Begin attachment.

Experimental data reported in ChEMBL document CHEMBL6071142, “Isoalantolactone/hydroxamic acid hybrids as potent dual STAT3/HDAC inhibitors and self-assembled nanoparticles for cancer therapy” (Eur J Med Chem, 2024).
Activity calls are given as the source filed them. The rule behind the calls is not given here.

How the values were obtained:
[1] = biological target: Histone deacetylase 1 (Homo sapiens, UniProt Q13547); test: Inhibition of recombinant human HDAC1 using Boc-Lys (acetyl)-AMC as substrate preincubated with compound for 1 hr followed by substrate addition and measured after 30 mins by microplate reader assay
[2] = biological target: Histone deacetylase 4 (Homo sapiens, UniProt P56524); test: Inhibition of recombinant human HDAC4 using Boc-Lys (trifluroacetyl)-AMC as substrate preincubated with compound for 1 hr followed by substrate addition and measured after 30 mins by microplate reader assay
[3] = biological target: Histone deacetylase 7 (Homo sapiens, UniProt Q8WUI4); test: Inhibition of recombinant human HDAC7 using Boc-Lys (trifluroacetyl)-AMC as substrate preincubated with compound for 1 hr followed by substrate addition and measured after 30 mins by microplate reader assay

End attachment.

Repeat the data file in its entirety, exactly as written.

Experimental data reported in ChEMBL document CHEMBL6071142, “Isoalantolactone/hydroxamic acid hybrids as potent dual STAT3/HDAC inhibitors and self-assembled nanoparticles for cancer therapy” (Eur J Med Chem, 2024).
Activity calls are given as the source filed them. The rule behind the calls is not given here.

How the values were obtained:
[1] = biological target: Histone deacetylase 1 (Homo sapiens, UniProt Q13547); test: Inhibition of recombinant human HDAC1 using Boc-Lys (acetyl)-AMC as substrate preincubated with compound for 1 hr followed by substrate addition and measured after 30 mins by microplate reader assay
[2] = biological target: Histone deacetylase 4 (Homo sapiens, UniProt P56524); test: Inhibition of recombinant human HDAC4 using Boc-Lys (trifluroacetyl)-AMC as substrate preincubated with compound for 1 hr followed by substrate addition and measured after 30 mins by microplate reader assay
[3] = biological target: Histone deacetylase 7 (Homo sapiens, UniProt Q8WUI4); test: Inhibition of recombinant human HDAC7 using Boc-Lys (trifluroacetyl)-AMC as substrate preincubated with compound for 1 hr followed by substrate addition and measured after 30 mins by microplate reader assay